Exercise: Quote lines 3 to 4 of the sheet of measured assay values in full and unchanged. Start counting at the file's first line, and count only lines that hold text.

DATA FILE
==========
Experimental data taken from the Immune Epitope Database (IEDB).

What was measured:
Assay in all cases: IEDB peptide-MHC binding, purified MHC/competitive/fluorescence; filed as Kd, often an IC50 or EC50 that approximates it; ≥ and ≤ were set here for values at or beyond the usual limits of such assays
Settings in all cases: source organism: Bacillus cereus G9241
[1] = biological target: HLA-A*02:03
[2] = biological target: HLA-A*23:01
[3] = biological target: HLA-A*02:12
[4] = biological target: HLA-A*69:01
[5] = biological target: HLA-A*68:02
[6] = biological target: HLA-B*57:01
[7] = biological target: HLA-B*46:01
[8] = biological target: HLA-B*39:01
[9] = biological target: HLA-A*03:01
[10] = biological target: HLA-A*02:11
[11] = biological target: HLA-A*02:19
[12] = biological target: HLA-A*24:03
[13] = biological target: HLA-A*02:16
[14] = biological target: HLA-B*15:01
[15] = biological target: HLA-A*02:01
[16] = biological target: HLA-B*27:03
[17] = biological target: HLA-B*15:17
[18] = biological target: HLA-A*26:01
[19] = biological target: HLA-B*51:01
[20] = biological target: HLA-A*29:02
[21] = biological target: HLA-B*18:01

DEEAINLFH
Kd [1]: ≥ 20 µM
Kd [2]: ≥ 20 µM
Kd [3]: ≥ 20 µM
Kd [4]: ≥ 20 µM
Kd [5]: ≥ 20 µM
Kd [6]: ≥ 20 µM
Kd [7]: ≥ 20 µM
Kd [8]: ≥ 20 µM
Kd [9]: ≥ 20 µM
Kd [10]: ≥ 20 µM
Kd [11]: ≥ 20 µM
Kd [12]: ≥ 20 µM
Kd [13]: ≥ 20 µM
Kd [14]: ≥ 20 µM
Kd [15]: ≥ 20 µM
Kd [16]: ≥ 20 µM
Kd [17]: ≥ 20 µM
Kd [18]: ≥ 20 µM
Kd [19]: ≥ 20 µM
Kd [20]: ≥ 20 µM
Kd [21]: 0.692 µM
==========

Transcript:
Assay in all cases: IEDB peptide-MHC binding, purified MHC/competitive/fluorescence; filed as Kd, often an IC50 or EC50 that approximates it; ≥ and ≤ were set here for values at or beyond the usual limits of such assays
Settings in all cases: source organism: Bacillus cereus G9241